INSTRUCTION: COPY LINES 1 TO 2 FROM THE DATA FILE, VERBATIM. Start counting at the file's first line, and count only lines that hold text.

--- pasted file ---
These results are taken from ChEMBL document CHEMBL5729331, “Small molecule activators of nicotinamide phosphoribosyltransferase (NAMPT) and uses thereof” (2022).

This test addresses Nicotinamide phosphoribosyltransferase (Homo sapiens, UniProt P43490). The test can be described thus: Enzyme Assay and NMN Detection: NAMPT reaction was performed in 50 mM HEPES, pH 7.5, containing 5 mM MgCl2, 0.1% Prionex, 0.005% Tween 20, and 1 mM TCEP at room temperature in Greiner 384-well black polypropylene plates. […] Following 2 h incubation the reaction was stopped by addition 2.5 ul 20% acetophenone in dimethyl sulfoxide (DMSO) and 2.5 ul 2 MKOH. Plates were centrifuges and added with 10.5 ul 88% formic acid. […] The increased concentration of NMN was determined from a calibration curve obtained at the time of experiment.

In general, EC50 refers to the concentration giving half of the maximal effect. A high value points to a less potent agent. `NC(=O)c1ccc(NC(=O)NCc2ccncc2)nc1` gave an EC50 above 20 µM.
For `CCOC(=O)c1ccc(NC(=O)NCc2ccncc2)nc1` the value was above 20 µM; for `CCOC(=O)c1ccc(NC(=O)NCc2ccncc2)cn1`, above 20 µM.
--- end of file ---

These results are taken from ChEMBL document CHEMBL5729331, “Small molecule activators of nicotinamide phosphoribosyltransferase (NAMPT) and uses thereof” (2022).

This test addresses Nicotinamide phosphoribosyltransferase (Homo sapiens, UniProt P43490). The test can be described thus: Enzyme Assay and NMN Detection: NAMPT reaction was performed in 50 mM HEPES, pH 7.5, containing 5 mM MgCl2, 0.1% Prionex, 0.005% Tween 20, and 1 mM TCEP at room temperature in Greiner 384-well black polypropylene plates. […] Following 2 h incubation the reaction was stopped by addition 2.5 ul 20% acetophenone in dimethyl sulfoxide (DMSO) and 2.5 ul 2 MKOH. Plates were centrifuges and added with 10.5 ul 88% formic acid. […] The increased concentration of NMN was determined from a calibration curve obtained at the time of experiment.